In the guise of Tom Toy, Dr. Johnson in The Idler #39 dispenses advice on marriage, love, gift-giving, jewelry and, as always, vanity. He speaks of what we call a charm bracelet:
“I know not whether it is the interest of the husband to solicit very earnestly a place on the bracelet. If his image be not in the heart, it is of small avail to hang it on the hand. A husband encircled with diamonds and rubies may gain some esteem, but will never excite love.”
This may sound like the prevarications of a cheapskate, but Johnson knew what he was talking about. His wife, Elizabeth Porter Johnson (1689-1752), known to him as “Tetty,” had been dead for seven years by the time he was writing the essay. When they married in 1735, he was twenty-five and she was forty-six. Tetty is said to have told her daughter after first meeting Johnson, “That is the most sensible man I ever met.” Sniggering began almost immediately after the wedding. In his biography of Johnson, W. Jackson Bate notes that when older women married younger men in eighteenth-century England, the male partner was judged “an unaggressive type of man—rather mousy, dependent, perhaps slightly infantile. Certainly the idea of such a marriage did not fit one’s notion of Johnson, with his huge, unwieldy frame, his immense physical strength, his courage and rhinocerine laughter, his uncanny incisiveness of mind.” Johnson told his friend Topham Beauclerk: “It was a love marriage upon both sides.”
Born forty-eight years after Tetty’s death, Macaulay confidently described her as “a short, fat, coarse woman, painted half an inch thick, dressed in gaudy colours, and fond of exhibiting provincial airs and graces.” His judgment remains influential, especially among those offended by Johnson’s eminence. Defaming a man in matters of love and romance is a favorite tactic of inadequate minds. Tetty’s epitaph, composed by Johnson, reads: “Formosae, cultae, ingeniosae, piae [beautiful, elegant, talented, dutiful].”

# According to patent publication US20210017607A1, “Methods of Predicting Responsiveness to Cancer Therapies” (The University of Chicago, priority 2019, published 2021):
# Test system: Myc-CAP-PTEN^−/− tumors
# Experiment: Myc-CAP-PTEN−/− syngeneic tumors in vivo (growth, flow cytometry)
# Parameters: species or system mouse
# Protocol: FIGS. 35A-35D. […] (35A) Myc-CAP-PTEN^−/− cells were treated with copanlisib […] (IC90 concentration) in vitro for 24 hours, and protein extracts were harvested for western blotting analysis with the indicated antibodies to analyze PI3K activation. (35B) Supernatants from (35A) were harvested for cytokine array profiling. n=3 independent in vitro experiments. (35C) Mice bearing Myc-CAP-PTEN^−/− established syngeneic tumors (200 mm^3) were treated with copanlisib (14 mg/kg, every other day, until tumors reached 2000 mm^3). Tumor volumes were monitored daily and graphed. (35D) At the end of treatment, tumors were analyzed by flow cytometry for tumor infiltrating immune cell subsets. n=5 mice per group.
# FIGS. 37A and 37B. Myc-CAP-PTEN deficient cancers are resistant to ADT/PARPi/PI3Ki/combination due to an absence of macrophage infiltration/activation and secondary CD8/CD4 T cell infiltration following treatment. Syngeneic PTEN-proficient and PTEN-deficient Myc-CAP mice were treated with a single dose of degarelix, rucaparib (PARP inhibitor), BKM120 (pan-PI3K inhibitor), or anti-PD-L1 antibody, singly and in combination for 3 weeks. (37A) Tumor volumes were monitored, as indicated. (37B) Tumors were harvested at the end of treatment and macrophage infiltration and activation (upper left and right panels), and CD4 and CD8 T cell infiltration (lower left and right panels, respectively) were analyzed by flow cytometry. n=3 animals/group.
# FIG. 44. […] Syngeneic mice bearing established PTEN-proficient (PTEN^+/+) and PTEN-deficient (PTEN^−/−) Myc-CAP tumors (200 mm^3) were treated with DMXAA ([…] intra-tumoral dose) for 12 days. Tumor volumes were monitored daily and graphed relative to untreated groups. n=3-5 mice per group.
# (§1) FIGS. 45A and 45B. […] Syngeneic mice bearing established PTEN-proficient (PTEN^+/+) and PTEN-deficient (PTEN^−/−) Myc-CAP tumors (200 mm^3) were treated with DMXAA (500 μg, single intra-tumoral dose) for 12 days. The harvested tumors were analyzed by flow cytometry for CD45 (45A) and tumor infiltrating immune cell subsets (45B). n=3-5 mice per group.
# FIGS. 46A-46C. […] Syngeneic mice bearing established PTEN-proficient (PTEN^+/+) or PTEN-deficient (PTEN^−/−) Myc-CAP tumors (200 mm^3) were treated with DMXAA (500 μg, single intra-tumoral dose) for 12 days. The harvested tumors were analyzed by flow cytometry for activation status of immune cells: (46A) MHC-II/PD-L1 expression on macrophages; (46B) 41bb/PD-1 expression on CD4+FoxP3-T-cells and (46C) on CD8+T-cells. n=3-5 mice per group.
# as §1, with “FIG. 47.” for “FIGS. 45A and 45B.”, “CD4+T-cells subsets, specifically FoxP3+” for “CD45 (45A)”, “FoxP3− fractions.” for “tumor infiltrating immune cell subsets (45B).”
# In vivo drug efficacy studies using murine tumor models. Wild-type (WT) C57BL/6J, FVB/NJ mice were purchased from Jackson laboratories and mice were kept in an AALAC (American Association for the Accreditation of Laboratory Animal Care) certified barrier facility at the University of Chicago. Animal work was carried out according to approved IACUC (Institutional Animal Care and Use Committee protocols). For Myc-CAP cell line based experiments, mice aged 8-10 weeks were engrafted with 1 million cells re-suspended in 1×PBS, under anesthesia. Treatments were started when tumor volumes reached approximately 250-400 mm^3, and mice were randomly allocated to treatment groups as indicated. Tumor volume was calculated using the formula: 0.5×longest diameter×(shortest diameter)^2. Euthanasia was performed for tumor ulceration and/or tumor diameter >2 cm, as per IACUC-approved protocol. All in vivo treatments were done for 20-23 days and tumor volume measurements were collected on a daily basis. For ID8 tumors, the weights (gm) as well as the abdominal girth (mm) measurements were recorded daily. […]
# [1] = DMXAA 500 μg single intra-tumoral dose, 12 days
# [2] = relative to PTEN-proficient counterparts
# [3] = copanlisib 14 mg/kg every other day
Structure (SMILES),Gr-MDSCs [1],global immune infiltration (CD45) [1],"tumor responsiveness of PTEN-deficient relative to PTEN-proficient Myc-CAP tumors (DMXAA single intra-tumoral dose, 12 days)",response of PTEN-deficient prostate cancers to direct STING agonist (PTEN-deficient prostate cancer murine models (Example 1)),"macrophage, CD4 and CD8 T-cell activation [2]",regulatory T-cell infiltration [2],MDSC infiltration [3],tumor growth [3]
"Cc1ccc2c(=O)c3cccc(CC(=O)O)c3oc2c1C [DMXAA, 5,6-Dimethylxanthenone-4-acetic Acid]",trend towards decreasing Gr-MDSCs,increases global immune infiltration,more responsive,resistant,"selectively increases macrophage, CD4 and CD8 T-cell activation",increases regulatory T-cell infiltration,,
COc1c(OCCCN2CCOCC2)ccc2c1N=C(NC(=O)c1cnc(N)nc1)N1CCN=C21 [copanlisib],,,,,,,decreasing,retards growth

John Hawkins says in his 1787 biography of Johnson: “The melancholy, which seized Johnson, on the death of his wife, was not, in degree, such as usually follows the deprivation of near relations and friends; it was of the blackest and deepest kind.” In 1764, twelve years after his wife’s death, Johnson wrote in a diary: “Having before I went to bed composed the foregoing meditation and the following prayer, I tried to compose myself but slept unquietly. I rose, took tea, and prayed for resolution and perseverance. Thought on Tetty, dear poor Tetty, with my eyes full.” And yet, Johnson was to write in his Idler essay:
“He that thinks himself most secure of his wife, should be fearful of persecuting her continually with his presence. The joy of life is variety; the tenderest love requires to be rekindled by intervals of absence; and Fidelity herself will be wearied with transferring her eye only from the same man to the same picture.”
Ever the traditionalist, I have given my wife flowers and chocolate for St. Valentine’s Day. She has plenty of bracelets.